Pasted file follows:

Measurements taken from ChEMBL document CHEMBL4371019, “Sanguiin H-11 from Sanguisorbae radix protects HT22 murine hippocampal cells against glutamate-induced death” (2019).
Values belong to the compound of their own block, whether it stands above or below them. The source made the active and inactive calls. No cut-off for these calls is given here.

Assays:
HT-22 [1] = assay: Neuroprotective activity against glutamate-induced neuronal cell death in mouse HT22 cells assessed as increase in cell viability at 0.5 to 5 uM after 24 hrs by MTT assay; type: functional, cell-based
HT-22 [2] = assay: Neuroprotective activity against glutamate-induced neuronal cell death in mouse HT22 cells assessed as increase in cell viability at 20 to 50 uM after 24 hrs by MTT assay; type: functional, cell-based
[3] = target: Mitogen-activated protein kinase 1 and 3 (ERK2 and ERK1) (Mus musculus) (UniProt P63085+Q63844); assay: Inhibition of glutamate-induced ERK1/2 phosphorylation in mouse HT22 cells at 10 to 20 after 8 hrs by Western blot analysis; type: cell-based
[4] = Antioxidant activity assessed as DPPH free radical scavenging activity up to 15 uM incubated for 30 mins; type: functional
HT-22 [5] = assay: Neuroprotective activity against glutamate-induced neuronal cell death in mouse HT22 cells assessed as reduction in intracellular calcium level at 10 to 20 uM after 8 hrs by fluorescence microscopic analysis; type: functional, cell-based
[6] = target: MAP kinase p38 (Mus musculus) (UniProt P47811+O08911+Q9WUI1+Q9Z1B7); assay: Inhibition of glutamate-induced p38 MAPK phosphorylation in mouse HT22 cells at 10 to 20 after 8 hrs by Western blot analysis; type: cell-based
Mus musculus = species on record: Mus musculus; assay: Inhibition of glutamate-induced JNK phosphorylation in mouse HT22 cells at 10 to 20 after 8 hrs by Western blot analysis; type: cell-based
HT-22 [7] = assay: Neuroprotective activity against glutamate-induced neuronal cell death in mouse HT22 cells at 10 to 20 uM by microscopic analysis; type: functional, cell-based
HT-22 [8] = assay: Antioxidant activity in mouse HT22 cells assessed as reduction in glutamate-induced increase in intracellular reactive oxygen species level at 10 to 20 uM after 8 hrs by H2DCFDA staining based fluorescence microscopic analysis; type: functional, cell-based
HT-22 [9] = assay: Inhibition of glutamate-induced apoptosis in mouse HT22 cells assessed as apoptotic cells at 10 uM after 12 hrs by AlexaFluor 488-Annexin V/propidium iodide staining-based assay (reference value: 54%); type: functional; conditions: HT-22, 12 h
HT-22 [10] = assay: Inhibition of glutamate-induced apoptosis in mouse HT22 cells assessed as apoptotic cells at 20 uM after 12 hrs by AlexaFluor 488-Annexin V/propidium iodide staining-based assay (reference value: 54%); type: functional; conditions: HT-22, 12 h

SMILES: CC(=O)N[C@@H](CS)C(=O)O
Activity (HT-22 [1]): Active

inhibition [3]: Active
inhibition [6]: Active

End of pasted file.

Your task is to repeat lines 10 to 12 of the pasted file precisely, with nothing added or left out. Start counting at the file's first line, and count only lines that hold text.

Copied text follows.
Mus musculus = species on record: Mus musculus; assay: Inhibition of glutamate-induced JNK phosphorylation in mouse HT22 cells at 10 to 20 after 8 hrs by Western blot analysis; type: cell-based
HT-22 [7] = assay: Neuroprotective activity against glutamate-induced neuronal cell death in mouse HT22 cells at 10 to 20 uM by microscopic analysis; type: functional, cell-based
HT-22 [8] = assay: Antioxidant activity in mouse HT22 cells assessed as reduction in glutamate-induced increase in intracellular reactive oxygen species level at 10 to 20 uM after 8 hrs by H2DCFDA staining based fluorescence microscopic analysis; type: functional, cell-based